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More Subprime – CDO Insurers Downgrade, Bad Doc Trails and The India Impact

I wrote a long while ago about the Subprime problem in the US, and then followed it up with a few posts on the topic.

Let’s see what’s happened since my first post.

After the last crisis, things were kinda ok and recovering, until in late Oct and early November, loss reports started to come in. Countrywide reported a $1.2 billion loss, Merrill Lynch took with a $8 billion write down, and Citi had to match it with a $8-11 billion dollar writedown.

After the losses came a revelation of complexity. (Revelation to me, as you understand I am a newbie at this stuff) Turns out these CDOs, which are essentially securities created out of a lot of loans, are rated as tranches – AAA (huge-ass prime), AA (prime), A (prime but just about losing it), BBB (sub-prime) etc. People buy either all tranches or only some etc.

Now if something is rated BBB, why the heck would anyone buy it? Higher rates of course. But some funds weren’t allowed to buy BBB. So what happened? These CDO creators got in what are called ‘monolines’. These are essentially companies that provide insurance on municipal bonds – idea being if the municipality defaults they pay you instead, and charge you a premium for the exercise. If the municipality does not default they keep their premium. You bought what is called a Credit Default Swap (CDS)on the CDO which is a hi-funda name for “insurance”. Now monolines like Ambac, MBIA etc. are hugely capitalised and have the ability to cover the bonds they insure, so they have always got an AAA rating.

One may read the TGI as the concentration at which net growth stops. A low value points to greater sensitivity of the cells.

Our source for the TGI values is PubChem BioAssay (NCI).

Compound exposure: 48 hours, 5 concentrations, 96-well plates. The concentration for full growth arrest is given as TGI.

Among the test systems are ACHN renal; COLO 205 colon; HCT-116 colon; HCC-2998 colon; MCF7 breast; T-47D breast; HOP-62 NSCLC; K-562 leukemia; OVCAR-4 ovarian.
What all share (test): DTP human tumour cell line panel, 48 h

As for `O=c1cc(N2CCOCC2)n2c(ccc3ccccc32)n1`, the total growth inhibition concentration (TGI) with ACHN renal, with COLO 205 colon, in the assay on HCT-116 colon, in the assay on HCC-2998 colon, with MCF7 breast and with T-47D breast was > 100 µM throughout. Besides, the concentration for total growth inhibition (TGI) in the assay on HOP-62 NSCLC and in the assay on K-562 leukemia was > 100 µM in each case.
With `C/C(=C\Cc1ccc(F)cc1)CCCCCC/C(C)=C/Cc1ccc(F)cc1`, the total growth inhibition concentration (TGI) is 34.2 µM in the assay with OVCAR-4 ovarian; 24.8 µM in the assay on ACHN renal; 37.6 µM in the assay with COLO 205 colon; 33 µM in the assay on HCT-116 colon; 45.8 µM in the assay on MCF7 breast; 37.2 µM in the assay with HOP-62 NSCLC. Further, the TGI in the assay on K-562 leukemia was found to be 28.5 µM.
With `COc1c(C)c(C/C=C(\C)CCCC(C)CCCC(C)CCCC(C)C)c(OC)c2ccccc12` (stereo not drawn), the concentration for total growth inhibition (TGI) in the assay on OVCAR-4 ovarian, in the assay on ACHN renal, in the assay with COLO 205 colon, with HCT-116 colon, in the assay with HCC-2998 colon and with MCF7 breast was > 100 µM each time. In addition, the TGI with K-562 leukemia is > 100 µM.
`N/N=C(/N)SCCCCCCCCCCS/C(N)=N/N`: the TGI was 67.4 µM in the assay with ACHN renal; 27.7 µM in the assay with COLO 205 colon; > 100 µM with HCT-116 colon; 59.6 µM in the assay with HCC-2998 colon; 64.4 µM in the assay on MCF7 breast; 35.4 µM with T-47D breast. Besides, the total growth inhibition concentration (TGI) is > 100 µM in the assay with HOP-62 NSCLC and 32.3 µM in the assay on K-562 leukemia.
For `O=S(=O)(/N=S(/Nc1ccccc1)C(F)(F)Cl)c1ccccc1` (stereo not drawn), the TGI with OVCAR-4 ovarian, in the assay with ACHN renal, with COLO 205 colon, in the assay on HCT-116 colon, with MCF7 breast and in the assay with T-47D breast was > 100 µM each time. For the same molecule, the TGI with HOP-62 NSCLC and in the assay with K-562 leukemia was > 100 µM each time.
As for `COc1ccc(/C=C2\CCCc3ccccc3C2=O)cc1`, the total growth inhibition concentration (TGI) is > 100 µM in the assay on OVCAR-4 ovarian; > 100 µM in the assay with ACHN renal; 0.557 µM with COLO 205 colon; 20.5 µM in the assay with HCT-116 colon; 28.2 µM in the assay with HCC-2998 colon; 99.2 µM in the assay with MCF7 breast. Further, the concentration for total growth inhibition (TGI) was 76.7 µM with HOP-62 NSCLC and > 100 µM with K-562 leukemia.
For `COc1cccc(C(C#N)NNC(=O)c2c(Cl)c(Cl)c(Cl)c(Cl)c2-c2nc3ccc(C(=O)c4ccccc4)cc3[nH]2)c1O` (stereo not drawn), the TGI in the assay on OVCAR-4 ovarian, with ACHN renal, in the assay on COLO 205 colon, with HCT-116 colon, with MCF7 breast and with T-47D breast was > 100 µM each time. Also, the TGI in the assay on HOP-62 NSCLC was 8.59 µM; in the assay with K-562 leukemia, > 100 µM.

So the CDO creators got the monolines to provide insurance for the CDOs, and the monolines greedily did it for all tranches of the CDO. The premium was exciting, but they didn’t charge too much – heck, who knew the sub prime problem was around the corner?

If you bought insurance from an AAA entity, you could say you have an AAA security, right? So now you can have a BBB tranche of a CDO, paying a fairly kick ass return (you hope) and that is insured by an AAA monoline. Life could not get any better (in terms of three alphabet ownership at least).

Recently someone at the rating agencies woke up and realised that if these Subprime CDOs fail – and as it seems, even the prime CDOs are going down the drain – these insurers will be exposed to an ENORMOUS amount of liability. That may mean that the monolines are not capitalised enough, which is a signal to re-rate them to say AA or something.

This is treacherous. If the monolines get re-rated downwards, some funds will HAVE to sell the CDOs they hold, since they are mandated to hold only AAA paper. Not just CDOs, but also bond-insurance holders who held sub-prime municipality bonds. (yes, municipalities do go bankrupt in the US, unlike India where they are always bankrupt anyway) The muni-bond market is greater a couple trillion, and the monolines are the major insurers, so a de-rate of the monolines is bound to cripple the bond market – the selling will likely be intense.